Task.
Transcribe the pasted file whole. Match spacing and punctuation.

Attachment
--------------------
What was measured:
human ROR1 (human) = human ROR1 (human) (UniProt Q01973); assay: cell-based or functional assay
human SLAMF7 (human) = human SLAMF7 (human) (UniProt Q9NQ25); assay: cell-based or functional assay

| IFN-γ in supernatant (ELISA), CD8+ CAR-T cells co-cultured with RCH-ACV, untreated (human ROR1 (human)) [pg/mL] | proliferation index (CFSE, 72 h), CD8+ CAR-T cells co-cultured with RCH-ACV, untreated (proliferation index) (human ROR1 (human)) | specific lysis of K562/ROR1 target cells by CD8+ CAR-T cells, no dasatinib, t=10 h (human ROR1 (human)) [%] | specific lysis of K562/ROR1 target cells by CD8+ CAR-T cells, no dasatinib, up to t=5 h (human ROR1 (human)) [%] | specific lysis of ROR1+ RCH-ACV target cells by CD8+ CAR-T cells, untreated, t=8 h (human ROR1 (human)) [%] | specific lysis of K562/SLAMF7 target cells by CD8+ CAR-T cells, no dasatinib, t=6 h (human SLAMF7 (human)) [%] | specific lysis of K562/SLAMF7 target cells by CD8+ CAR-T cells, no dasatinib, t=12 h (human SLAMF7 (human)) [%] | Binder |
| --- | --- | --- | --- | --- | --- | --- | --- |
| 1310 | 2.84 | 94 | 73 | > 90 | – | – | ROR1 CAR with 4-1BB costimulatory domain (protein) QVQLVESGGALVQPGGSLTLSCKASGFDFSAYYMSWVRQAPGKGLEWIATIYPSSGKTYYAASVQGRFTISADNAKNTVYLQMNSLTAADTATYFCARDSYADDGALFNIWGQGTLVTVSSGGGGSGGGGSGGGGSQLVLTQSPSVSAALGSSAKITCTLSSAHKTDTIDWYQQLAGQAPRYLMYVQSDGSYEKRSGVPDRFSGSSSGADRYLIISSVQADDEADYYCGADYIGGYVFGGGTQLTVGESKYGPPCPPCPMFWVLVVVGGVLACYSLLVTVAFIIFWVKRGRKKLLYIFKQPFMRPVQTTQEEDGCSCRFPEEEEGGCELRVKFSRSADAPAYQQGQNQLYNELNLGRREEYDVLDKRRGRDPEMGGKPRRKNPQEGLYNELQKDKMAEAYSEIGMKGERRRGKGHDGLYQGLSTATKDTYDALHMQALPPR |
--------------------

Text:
What was measured:
human ROR1 (human) = human ROR1 (human) (UniProt Q01973); assay: cell-based or functional assay
human SLAMF7 (human) = human SLAMF7 (human) (UniProt Q9NQ25); assay: cell-based or functional assay

| IFN-γ in supernatant (ELISA), CD8+ CAR-T cells co-cultured with RCH-ACV, untreated (human ROR1 (human)) [pg/mL] | proliferation index (CFSE, 72 h), CD8+ CAR-T cells co-cultured with RCH-ACV, untreated (proliferation index) (human ROR1 (human)) | specific lysis of K562/ROR1 target cells by CD8+ CAR-T cells, no dasatinib, t=10 h (human ROR1 (human)) [%] | specific lysis of K562/ROR1 target cells by CD8+ CAR-T cells, no dasatinib, up to t=5 h (human ROR1 (human)) [%] | specific lysis of ROR1+ RCH-ACV target cells by CD8+ CAR-T cells, untreated, t=8 h (human ROR1 (human)) [%] | specific lysis of K562/SLAMF7 target cells by CD8+ CAR-T cells, no dasatinib, t=6 h (human SLAMF7 (human)) [%] | specific lysis of K562/SLAMF7 target cells by CD8+ CAR-T cells, no dasatinib, t=12 h (human SLAMF7 (human)) [%] | Binder |
| --- | --- | --- | --- | --- | --- | --- | --- |
| 1310 | 2.84 | 94 | 73 | > 90 | – | – | ROR1 CAR with 4-1BB costimulatory domain (protein) QVQLVESGGALVQPGGSLTLSCKASGFDFSAYYMSWVRQAPGKGLEWIATIYPSSGKTYYAASVQGRFTISADNAKNTVYLQMNSLTAADTATYFCARDSYADDGALFNIWGQGTLVTVSSGGGGSGGGGSGGGGSQLVLTQSPSVSAALGSSAKITCTLSSAHKTDTIDWYQQLAGQAPRYLMYVQSDGSYEKRSGVPDRFSGSSSGADRYLIISSVQADDEADYYCGADYIGGYVFGGGTQLTVGESKYGPPCPPCPMFWVLVVVGGVLACYSLLVTVAFIIFWVKRGRKKLLYIFKQPFMRPVQTTQEEDGCSCRFPEEEEGGCELRVKFSRSADAPAYQQGQNQLYNELNLGRREEYDVLDKRRGRDPEMGGKPRRKNPQEGLYNELQKDKMAEAYSEIGMKGERRRGKGHDGLYQGLSTATKDTYDALHMQALPPR |